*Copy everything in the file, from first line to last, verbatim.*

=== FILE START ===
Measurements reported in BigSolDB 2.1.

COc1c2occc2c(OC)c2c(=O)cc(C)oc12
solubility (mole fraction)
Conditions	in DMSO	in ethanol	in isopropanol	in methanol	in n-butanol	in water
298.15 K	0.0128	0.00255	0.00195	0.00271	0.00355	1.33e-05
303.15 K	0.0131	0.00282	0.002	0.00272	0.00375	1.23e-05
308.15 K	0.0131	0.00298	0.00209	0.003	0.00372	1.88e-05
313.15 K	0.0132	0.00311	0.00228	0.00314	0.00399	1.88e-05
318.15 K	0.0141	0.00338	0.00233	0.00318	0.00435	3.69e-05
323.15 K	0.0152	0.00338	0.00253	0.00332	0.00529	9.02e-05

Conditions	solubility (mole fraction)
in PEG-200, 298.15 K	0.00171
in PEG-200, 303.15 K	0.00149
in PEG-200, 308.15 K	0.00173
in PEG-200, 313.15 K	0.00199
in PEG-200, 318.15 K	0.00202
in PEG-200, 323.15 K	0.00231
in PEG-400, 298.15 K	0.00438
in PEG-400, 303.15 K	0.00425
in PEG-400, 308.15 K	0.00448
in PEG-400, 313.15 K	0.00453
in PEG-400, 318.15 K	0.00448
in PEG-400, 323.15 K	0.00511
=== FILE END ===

Measurements reported in BigSolDB 2.1.

COc1c2occc2c(OC)c2c(=O)cc(C)oc12
solubility (mole fraction)
Conditions	in DMSO	in ethanol	in isopropanol	in methanol	in n-butanol	in water
298.15 K	0.0128	0.00255	0.00195	0.00271	0.00355	1.33e-05
303.15 K	0.0131	0.00282	0.002	0.00272	0.00375	1.23e-05
308.15 K	0.0131	0.00298	0.00209	0.003	0.00372	1.88e-05
313.15 K	0.0132	0.00311	0.00228	0.00314	0.00399	1.88e-05
318.15 K	0.0141	0.00338	0.00233	0.00318	0.00435	3.69e-05
323.15 K	0.0152	0.00338	0.00253	0.00332	0.00529	9.02e-05

Conditions	solubility (mole fraction)
in PEG-200, 298.15 K	0.00171
in PEG-200, 303.15 K	0.00149
in PEG-200, 308.15 K	0.00173
in PEG-200, 313.15 K	0.00199
in PEG-200, 318.15 K	0.00202
in PEG-200, 323.15 K	0.00231
in PEG-400, 298.15 K	0.00438
in PEG-400, 303.15 K	0.00425
in PEG-400, 308.15 K	0.00448
in PEG-400, 313.15 K	0.00453
in PEG-400, 318.15 K	0.00448
in PEG-400, 323.15 K	0.00511